Ms. ERIN CROSBY (Actress): (Singing) Mary Poppins came to town with intellectual blush. So many Disney characters, you'll get a sugar rush. There's Lion King and Tarzan, Mrs. Potts and Little Bill(ph). You'll think you're at a Broadway show, but you're in Disney hell. It's a (Unintelligible), even though the sound of it may give it a (Unintelligible). Using it will put you in a state of (unintelligible).

LUNDEN: That's Erin Crosby doing the freshly minted "Mary Poppins" parody in "Forbidden Broadway." Creator Gerard Alessandrini says he admires all the nominees, but he has no question about which show will win.

Mr. ALESSANDRINI: Well, Best Musical is easy. It's "Spring Awakening" and it is the best musical of the year. "Spring Awakening" has the reviews; it's very groundbreaking; it's very different; it's very real; it's a real flesh and blood musical, which we haven't had in a while.

LUNDEN: "Spring Awakening" by Duncan Sheik and Steven Sater is the story of adolescent angst and sexuality, set in 19th century Germany with a 21st century old rock score. And the songs often used words that can't be mentioned on the air.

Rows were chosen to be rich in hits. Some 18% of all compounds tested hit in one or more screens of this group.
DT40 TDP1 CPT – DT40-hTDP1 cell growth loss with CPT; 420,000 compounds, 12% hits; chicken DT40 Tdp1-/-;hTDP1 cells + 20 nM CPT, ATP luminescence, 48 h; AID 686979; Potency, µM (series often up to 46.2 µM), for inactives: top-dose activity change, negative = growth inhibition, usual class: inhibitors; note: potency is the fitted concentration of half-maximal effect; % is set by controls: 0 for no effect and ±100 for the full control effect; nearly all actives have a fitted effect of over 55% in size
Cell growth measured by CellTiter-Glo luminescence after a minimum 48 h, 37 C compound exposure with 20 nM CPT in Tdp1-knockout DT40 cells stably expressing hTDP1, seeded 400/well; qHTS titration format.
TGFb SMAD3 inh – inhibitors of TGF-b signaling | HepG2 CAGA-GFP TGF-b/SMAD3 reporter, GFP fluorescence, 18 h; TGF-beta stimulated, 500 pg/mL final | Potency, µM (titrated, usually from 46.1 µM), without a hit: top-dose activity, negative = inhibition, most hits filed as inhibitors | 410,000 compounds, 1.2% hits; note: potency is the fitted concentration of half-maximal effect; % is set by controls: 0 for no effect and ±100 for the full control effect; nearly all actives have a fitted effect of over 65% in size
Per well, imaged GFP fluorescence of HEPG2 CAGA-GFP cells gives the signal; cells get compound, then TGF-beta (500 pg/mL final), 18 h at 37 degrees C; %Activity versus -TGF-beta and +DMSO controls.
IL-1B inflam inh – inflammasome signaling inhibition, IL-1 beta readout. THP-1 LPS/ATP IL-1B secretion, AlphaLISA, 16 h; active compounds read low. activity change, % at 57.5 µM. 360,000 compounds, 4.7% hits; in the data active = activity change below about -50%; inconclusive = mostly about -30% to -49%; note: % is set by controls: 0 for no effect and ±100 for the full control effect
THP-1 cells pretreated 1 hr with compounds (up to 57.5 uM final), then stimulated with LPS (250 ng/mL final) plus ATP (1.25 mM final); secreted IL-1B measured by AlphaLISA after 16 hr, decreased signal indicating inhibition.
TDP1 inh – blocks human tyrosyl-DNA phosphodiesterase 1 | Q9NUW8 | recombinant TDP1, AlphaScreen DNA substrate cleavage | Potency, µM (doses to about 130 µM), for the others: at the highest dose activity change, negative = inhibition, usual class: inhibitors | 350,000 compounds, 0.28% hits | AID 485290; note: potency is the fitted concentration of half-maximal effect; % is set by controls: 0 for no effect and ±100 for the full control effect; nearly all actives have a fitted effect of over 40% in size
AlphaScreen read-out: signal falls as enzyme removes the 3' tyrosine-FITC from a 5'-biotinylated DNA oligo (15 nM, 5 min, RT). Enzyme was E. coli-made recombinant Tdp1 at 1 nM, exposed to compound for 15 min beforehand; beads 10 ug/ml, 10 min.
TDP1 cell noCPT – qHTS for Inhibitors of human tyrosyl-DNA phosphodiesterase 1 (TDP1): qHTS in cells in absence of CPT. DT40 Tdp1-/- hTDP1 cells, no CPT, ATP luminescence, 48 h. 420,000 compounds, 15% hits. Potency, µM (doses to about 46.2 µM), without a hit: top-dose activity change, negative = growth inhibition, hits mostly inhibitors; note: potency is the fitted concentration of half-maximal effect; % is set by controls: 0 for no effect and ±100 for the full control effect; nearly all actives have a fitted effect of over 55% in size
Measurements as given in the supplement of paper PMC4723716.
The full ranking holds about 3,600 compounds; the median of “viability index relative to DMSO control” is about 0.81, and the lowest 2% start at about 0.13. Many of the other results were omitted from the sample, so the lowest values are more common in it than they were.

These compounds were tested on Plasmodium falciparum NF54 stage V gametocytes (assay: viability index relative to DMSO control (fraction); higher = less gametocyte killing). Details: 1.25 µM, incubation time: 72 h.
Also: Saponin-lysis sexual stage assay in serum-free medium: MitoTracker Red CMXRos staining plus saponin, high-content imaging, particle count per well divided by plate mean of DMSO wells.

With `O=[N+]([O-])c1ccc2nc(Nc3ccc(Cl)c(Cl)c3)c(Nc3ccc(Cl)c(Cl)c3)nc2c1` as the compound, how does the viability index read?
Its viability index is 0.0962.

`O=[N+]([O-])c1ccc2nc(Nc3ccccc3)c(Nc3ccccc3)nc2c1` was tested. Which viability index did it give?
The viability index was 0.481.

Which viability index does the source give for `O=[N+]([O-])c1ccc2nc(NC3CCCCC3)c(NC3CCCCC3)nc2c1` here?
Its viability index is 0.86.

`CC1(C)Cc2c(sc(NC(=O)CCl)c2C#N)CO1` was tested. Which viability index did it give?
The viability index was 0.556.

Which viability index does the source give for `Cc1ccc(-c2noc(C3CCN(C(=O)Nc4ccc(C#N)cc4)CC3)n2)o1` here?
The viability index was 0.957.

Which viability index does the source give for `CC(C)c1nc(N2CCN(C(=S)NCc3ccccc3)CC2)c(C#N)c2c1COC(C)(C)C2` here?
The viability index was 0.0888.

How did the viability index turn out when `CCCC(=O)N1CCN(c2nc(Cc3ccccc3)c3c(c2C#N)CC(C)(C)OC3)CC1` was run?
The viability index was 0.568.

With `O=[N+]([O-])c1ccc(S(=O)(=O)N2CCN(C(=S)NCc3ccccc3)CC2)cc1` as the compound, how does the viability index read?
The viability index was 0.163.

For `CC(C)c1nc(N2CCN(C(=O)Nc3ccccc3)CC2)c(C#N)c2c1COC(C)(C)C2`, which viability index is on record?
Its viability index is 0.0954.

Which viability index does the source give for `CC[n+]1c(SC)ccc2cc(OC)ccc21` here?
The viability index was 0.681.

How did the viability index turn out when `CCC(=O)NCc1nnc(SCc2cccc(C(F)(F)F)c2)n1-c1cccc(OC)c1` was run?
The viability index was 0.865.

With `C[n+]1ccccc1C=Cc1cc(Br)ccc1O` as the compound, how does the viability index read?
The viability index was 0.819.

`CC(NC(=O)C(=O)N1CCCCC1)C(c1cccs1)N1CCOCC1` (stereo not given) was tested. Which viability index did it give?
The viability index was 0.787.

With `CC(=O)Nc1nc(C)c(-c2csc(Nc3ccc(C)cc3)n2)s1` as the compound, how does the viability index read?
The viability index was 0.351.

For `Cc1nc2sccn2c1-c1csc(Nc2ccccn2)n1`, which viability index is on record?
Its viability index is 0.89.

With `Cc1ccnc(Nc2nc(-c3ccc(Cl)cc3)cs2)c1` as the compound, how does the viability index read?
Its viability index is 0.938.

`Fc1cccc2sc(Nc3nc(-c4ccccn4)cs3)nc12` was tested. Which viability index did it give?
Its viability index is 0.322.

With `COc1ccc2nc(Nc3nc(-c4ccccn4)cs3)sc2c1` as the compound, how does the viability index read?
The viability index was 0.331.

(Soundbite of musical, "Spring Awakening")

Unidentified Man #5: (Singing) There's a moment you know, you (bleep). Not an inch more room to self-destruct.

LUNDEN: Alessandrini's parody of "Spring Awakening" asks whether the show's sensibilities will play in Peoria.

Unidentified Group #2: Will it be all right and every night when the young adults will wonder why, total eclipse, but we still get high so come on, give us a try.

LUNDEN: After 25 years of sticking his finger in Broadway's eye, Alessandrini finally was invited to the grownups' table when he was a given a special Tony honor for "Forbidden Broadway" last fall.

Mr. ALESSANDRINI: They gave me this big, private party at Tavern on the Green and it was presented by Angela Lansbury. Actually, I was kind of surprised because people have (Unintelligible), but I thought that they wouldn't do that for a show that's sort of skewed Broadway for all these years. But I'm glad that they have a good sense of humor and was extremely honored by it.

LUNDEN: "Forbidden Broadway," the "Roast of Utopia" starts performances this Wednesday. The Tony Awards are on CBS this evening at 8:00 p.m.

For NPR News, I'm Jeff Lunden in New York.

(Soundbite of musical, "Forbidden Broadway")

Unidentified Group #3: Don't forget the Broadway classics, shocking in their day. (Unintelligible) hair and (unintelligible). "Cabaret" and "West Side Story" shook up everything. Maybe the new "Chorus Line" is "Spring Awakening." We'll be brief all right and every night, where the young adults will wonder why. Total eclipse, but we still get high so come on, give us a try. Total eclipse.

HANSEN: This is WEEKEND EDITION from NPR News. I'm Liane Hansen.